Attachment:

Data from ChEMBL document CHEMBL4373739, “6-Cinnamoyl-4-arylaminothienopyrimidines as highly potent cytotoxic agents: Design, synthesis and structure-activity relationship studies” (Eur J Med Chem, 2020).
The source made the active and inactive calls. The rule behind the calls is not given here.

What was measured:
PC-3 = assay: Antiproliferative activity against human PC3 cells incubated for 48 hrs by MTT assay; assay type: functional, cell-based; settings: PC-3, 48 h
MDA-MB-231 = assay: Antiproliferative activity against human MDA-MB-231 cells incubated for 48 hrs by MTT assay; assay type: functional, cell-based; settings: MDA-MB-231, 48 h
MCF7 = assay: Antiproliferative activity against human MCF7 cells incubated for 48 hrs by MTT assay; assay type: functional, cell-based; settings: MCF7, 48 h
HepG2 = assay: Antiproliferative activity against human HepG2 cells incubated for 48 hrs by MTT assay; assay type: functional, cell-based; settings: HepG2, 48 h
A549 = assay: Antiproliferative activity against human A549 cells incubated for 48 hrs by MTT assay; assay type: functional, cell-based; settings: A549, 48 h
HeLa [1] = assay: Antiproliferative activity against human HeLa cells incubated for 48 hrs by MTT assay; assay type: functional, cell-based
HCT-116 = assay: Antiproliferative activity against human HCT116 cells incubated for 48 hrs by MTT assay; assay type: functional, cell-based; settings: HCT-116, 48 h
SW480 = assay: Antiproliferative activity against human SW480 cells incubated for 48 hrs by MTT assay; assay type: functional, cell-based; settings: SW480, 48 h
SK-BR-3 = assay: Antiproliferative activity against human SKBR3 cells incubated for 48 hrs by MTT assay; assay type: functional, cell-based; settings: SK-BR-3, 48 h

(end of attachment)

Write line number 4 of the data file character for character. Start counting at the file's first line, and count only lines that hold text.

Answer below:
PC-3 = assay: Antiproliferative activity against human PC3 cells incubated for 48 hrs by MTT assay; assay type: functional, cell-based; settings: PC-3, 48 h